Erik Rosengren, FPSA, PPSA  

Great Blue Turning Her Eggs by Erik Rosengren, FPSA, PPSA

January 2022 - Great Blue Turning Her Eggs

About the Image(s)

How I did it-Last Wed, a PSA friend and I decided on a photo outing at Venice Rookery. Arriving at the entrance Rd. at 7:20 AM, we were shocked to find the road closed, due to construction. Having been making images there for 20 Yrs., I knew that there was a back entrance. We drove for about 10 minutes to locate it and when we reached the parking lot, it was empty. In addition the Porta Potty was lying on its side, n ow to find a big tree. There were just a few birds however there were a mating pair of GBH’s that made our day. This outing proves that often, “Less is More”. Turning her eggs was made with my Canon 7D (first generation) coupled with Canon 500 mm f4 lens, mounted on Gitzo G 1325 tripod, using a manual release. It has been a rarity for me to see a Mom turning her eggs and I thought it would make a good Nature story. My settings were ISO 3200 @ f10 and 1/200th of a second. Not much to do in P.P., crop, boosted the saturation a tad then added a slight vignette. By the way, the first photographers didn’t show up until after 9 AM. This proves, once again, that the Early Bird gets the worm and the best images.

This round’s discussion is now closed!
11 comments posted

Dr Isaac Vaisman   Dr Isaac Vaisman
Erik, it is very unfortunate the current status of the Venice Rookery due to the construction (I would call it destruction of habitat) which may be irreversible. This is a great shot at the right vantage point to be able to see the eggs on the nest, and you captured mama GBH (or perhaps papa, since both keep the eggs warm) turning them, which is peak of action during reproduction season. Very intricate and clean nest. The GBH is framed by the background which is covered by a "beautiful" Brazilian pepper which is an non-native invasive species which spread very rapidly into natural areas and disrupt and displace native plants along with the birds, insects, pollinators and other wildlife that are associated with those habitats, and very much spread in South Florida. I like the square crop.   Posted: 01/02/2022 11:02:45
Erik Rosengren   Erik Rosengren
Thanks for your kind comments Isaac. Look forward to meeting you there this year.   Posted: 01/07/2022 09:33:36
Vella Kendall   Vella Kendall
Thanks for ecology lesson. An important lesson for us all.   Posted: 01/16/2022 14:06:13

Guy Davies   Guy Davies
Erik, you have captured a wonderful moment in the life of this attractive bird. The bird is pin sharp and the exposure excellent. The square crop concentrates the eye on the main subject. It is sad about the habitat destruction, and the invasive plant species. We have our own invaders too - Himalayan Balsam and Japanese Knotweed. I still marvel at your ability to carry a big Canon and a 500m f/4 prime lens, plus of course a tripod sturdy enough to hold it.   Posted: 01/03/2022 05:19:04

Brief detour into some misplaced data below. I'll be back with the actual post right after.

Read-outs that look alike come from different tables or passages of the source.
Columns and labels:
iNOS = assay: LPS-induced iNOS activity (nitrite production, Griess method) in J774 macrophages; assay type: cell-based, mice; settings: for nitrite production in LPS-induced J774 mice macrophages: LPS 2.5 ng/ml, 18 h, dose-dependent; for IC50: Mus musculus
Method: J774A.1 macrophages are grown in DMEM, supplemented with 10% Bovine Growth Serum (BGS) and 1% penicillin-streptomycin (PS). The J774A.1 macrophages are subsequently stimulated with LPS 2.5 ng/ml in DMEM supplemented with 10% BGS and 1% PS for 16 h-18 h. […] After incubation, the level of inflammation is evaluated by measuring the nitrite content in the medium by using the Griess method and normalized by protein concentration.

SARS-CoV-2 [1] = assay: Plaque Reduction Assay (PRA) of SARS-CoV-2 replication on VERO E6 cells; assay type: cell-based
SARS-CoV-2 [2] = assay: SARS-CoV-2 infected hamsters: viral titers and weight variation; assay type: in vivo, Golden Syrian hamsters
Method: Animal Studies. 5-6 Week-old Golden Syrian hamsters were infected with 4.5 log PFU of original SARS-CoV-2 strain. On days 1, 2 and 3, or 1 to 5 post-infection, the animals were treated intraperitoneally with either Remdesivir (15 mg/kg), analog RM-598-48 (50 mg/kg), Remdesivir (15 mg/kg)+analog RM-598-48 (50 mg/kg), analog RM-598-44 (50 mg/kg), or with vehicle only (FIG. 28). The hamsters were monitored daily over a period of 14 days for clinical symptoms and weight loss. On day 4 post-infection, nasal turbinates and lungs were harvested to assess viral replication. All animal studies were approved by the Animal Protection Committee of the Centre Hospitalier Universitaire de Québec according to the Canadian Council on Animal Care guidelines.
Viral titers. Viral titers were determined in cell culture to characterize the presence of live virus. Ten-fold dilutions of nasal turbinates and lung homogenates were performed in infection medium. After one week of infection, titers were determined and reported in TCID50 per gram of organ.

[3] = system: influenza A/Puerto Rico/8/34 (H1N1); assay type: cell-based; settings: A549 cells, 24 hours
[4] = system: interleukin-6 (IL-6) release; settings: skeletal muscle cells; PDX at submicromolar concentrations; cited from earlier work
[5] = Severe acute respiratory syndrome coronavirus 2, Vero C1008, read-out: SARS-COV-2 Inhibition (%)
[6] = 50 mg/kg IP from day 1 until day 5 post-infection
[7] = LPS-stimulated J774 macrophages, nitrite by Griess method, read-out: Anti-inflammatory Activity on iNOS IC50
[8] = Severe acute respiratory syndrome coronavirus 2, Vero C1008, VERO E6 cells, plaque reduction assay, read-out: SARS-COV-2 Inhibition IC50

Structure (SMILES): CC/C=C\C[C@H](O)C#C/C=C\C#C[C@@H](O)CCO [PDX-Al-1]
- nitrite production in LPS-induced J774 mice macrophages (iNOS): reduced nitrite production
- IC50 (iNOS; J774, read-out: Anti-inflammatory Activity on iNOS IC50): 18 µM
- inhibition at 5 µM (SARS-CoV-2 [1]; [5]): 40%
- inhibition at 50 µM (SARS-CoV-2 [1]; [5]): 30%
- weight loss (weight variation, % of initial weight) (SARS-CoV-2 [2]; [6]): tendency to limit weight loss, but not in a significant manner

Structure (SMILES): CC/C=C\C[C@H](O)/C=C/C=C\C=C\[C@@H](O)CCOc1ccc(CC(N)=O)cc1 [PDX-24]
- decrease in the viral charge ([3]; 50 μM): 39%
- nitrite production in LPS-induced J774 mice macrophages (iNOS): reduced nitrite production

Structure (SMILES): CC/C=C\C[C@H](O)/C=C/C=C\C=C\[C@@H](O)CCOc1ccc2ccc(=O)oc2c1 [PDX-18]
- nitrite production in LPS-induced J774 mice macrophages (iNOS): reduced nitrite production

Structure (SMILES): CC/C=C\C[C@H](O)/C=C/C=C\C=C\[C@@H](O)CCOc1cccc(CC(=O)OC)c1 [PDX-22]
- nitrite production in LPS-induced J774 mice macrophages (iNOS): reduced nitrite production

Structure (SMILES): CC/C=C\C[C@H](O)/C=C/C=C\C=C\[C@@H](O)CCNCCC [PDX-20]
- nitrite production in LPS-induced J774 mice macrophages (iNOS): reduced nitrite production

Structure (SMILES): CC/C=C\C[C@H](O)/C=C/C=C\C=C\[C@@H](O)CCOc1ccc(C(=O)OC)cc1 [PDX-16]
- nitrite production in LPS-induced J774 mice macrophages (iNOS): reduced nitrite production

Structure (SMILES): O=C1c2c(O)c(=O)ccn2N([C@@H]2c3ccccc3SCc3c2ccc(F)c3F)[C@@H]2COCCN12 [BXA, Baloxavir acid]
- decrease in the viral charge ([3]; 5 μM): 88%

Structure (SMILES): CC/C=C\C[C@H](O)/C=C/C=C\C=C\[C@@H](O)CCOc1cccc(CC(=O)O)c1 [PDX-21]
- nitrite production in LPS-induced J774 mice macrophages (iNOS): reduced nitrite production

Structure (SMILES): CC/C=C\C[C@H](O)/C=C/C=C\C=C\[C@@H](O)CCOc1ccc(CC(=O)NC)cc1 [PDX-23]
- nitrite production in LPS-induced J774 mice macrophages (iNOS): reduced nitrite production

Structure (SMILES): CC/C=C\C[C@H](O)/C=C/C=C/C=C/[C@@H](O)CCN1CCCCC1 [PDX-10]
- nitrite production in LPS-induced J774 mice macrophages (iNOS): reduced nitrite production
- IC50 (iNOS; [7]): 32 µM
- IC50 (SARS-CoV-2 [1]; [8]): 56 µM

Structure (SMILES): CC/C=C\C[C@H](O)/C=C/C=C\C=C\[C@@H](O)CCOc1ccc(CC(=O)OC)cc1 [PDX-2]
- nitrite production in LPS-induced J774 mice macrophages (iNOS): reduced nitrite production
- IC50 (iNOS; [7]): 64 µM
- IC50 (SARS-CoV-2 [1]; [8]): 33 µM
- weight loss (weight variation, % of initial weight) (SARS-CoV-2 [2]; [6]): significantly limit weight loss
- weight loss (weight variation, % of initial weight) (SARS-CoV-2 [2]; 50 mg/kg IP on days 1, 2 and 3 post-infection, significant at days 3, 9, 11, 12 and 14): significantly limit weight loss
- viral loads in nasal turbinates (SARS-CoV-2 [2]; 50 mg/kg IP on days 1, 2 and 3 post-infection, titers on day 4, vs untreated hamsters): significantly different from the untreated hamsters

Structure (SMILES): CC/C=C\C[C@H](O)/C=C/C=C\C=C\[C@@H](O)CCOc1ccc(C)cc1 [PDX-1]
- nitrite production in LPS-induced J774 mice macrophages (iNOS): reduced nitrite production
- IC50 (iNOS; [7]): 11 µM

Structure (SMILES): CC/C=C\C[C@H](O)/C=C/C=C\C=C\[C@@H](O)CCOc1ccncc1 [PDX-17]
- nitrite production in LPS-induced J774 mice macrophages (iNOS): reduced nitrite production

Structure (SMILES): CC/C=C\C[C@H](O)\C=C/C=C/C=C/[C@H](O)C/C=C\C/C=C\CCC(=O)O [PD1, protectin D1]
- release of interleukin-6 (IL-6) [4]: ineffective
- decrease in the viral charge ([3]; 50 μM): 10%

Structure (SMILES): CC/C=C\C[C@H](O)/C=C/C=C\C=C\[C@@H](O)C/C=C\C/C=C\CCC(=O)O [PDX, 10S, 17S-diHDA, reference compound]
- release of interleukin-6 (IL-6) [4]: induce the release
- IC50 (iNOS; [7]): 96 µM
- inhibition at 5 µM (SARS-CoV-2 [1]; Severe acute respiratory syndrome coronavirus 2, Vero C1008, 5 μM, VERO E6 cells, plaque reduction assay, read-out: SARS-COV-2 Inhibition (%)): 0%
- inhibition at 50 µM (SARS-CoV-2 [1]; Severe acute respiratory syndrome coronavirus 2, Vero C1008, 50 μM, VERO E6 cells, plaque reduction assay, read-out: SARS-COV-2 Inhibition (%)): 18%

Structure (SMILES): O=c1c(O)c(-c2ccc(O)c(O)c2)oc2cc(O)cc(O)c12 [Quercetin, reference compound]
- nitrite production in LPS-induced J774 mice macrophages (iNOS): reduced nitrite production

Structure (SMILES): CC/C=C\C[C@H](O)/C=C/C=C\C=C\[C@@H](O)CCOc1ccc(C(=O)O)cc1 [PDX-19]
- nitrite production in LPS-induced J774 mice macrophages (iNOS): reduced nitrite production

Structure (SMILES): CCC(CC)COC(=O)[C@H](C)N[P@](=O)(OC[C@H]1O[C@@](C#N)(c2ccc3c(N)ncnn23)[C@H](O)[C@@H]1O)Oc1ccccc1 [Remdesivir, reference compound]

Erik Rosengren   Erik Rosengren
I was going to sell the 500 after purchasing the Olympus 4/3rds camera however it is so sharp that I still want to use it on shoots where it doesn't have to be carried a long way.   Posted: 01/07/2022 09:18:46
Guy Davies   Guy Davies
I think for me, getting it from the front door to the car would be far enough!   Posted: 01/07/2022 09:31:41

R Gary Butler   R Gary Butler
Erik, for me this image both tells a story of the extreme care these fragile animals take to perpetuate the species, and it makes me jealous. In my trips to Venice Rookery I have never gotten anything this good. Well Done!

To my eye you have captured the right DoF and the focus is "spot on." The colors are realistic. Also, for me, the fact the branch to the right of the bird follows the heron's back and neckline makes it a "non-distraction."

I would greatly appreciate any tips you can provide on best time in the spring to visit the rookery, as well as best days of the week to avoid other photographers. From your commentary I infer that getting there at daybreak is best.

Thanks for sharing.   Posted: 01/03/2022 19:34:43
Erik Rosengren   Erik Rosengren
I don't do any shoots on weekends unless it is on private property. As for Venice, Monday or mid-week works for me. Our FAB 5, photo partners, want to arrive before Sunrise to capture the Egrets leaving the island, using slow shutter speeds, in order to create soft wings, showing action. Hope this helps.   Posted: 01/07/2022 09:29:53

Vella Kendall   Vella Kendall
As everyone has said it is a beautiful moment of a beautiful bird. The colors and sharpness are spot on. Very nicely framed. I envy you to have this close to you. Hope to see the babies soon.   Posted: 01/16/2022 14:11:58

Ian Chantler   Ian Chantler
Hi Erik
I seem to remember from a while back you or one of the other members of the group had visited a reserve and there was construction going on this in my eyes is terrible.
Your images captivate and amaze us and your knowledge educates us this is a great example of a really top nature image you show an animal in its natural habitat and recording its behaviour,the image is beautifully cropped and composed the colours so true to life and being able to see the eggs is such a joy,thanks for sharing Erik.   Posted: 01/17/2022 15:10:51

Bill Buchanan   Bill Buchanan
It's almost impossible to come away from the Venice Rookery without some excellent images. Your patience paid off in waiting for the bird to tend to her nest. Everything is well done. Sharp, excellent exposure, lighting and color.   Posted: 01/18/2022 14:10:36